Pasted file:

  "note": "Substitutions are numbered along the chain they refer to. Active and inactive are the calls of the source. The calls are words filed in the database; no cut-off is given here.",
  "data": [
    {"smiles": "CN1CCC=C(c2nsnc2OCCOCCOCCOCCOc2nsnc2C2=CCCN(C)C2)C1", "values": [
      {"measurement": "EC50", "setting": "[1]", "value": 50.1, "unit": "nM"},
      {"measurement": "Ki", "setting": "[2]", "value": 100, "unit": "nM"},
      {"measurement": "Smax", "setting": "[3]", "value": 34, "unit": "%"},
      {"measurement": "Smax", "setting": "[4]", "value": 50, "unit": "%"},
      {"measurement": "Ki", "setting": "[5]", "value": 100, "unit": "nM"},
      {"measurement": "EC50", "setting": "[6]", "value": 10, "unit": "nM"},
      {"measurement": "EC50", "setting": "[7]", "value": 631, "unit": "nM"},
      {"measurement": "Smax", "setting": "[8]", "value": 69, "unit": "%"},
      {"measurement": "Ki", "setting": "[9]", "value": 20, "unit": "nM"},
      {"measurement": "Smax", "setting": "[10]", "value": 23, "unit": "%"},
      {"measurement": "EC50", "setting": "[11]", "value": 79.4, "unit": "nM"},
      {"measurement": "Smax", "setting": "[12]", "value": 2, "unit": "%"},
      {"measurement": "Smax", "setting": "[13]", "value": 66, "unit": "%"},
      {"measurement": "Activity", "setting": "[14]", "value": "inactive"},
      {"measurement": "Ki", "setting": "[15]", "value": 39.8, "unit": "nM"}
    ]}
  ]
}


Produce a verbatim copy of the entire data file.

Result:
  "note": "Substitutions are numbered along the chain they refer to. Active and inactive are the calls of the source. The calls are words filed in the database; no cut-off is given here.",
  "data": [
    {"smiles": "CN1CCC=C(c2nsnc2OCCOCCOCCOCCOc2nsnc2C2=CCCN(C)C2)C1", "values": [
      {"measurement": "EC50", "setting": "[1]", "value": 50.1, "unit": "nM"},
      {"measurement": "Ki", "setting": "[2]", "value": 100, "unit": "nM"},
      {"measurement": "Smax", "setting": "[3]", "value": 34, "unit": "%"},
      {"measurement": "Smax", "setting": "[4]", "value": 50, "unit": "%"},
      {"measurement": "Ki", "setting": "[5]", "value": 100, "unit": "nM"},
      {"measurement": "EC50", "setting": "[6]", "value": 10, "unit": "nM"},
      {"measurement": "EC50", "setting": "[7]", "value": 631, "unit": "nM"},
      {"measurement": "Smax", "setting": "[8]", "value": 69, "unit": "%"},
      {"measurement": "Ki", "setting": "[9]", "value": 20, "unit": "nM"},
      {"measurement": "Smax", "setting": "[10]", "value": 23, "unit": "%"},
      {"measurement": "EC50", "setting": "[11]", "value": 79.4, "unit": "nM"},
      {"measurement": "Smax", "setting": "[12]", "value": 2, "unit": "%"},
      {"measurement": "Smax", "setting": "[13]", "value": 66, "unit": "%"},
      {"measurement": "Activity", "setting": "[14]", "value": "inactive"},
      {"measurement": "Ki", "setting": "[15]", "value": 39.8, "unit": "nM"}
    ]}
  ]
}